(Which would have been *extremely* easy to do.)
    The book wasn't a try-to-please-everyone experience; it was aimed at a pretty specific (but large) audience. It's too bad that they're trying to make this a movie for everyone.
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  • Avatar for dakkendoofer #31 dakkendoofer A month ago
    Very accurately in the"opinion" section. You don't like the book, that's fine.... But it was a New York Times bestseller, and was appreciated by Entertainment Weekly, The Boston Globe, The A.V. Club, CNN, io9, Boing Boing, USA Today, and NPR. All of my friends that have read it have loved it, and I love it as well (along with all the previously-stated groups that commented).
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  • Avatar for Ralek #32 Ralek A month ago
    @yuberus Depends whether you think the authors original intentions matter all that much.
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  • Avatar for Ralek #33 Ralek A month ago
    @Mikki-Saturn Oh yeah, that stuff is definitely in there for sure, but as you say, it's pretty standard the Hero's Journey stuff mixed with a basic Coming-Of-Age story. My point was that the underlying theme actually kinda had a point (I mean, in the broadest sense possible, stories like this are already happening within e.g. MMORPGs, and with the arrival of VR, I think it's quite imagineable, that people will turn to a life centered around a virtual reality for real this time around - way more so than with stuff like Second Life back in the day, which already had a proper currency though).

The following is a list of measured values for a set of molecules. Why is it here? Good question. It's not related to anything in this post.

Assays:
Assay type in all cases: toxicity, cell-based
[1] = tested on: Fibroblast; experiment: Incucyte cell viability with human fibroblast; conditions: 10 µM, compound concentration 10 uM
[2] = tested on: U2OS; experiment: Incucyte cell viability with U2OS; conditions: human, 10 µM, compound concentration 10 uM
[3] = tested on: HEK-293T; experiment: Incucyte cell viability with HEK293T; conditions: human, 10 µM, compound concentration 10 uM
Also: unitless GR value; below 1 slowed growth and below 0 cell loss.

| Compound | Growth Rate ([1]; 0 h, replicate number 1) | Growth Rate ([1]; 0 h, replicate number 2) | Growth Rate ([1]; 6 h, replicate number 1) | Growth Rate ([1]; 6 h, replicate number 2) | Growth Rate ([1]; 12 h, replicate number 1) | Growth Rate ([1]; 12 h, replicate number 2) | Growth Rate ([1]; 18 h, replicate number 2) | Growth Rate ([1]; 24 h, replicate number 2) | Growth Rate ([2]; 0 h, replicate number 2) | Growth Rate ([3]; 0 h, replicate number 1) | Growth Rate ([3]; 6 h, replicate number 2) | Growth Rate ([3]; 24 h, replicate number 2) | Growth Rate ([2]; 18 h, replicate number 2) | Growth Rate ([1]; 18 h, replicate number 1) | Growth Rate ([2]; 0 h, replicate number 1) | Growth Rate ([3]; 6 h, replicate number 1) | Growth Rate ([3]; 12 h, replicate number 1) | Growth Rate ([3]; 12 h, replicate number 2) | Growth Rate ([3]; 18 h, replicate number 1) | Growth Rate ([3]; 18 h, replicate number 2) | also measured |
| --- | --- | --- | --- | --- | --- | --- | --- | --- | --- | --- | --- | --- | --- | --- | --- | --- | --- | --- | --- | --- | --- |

Hence I think it actually something of substance and thus more-or-less relevant to say - other than all the nostalgia and the name and references dropping. On the other hand, it's hardly unique in what it tackles thematically, or how it tackles it. We've seen better takes on this already, not just in books either, but also on the big (everyone has at least seen Matrix I wager^^) as well as the small screen. I for one really liked the way in which the Black Mirror Anthology touched upon very similar themes in a few of their episodes (like Playtest for example).

    If the movie were to focus on this stuff, and take some liberties otherwise, I might be possibly be something worth watching, but again, I imagine something along the lines of Pixel - and I rather watch some paint dry than suffer through that again ^^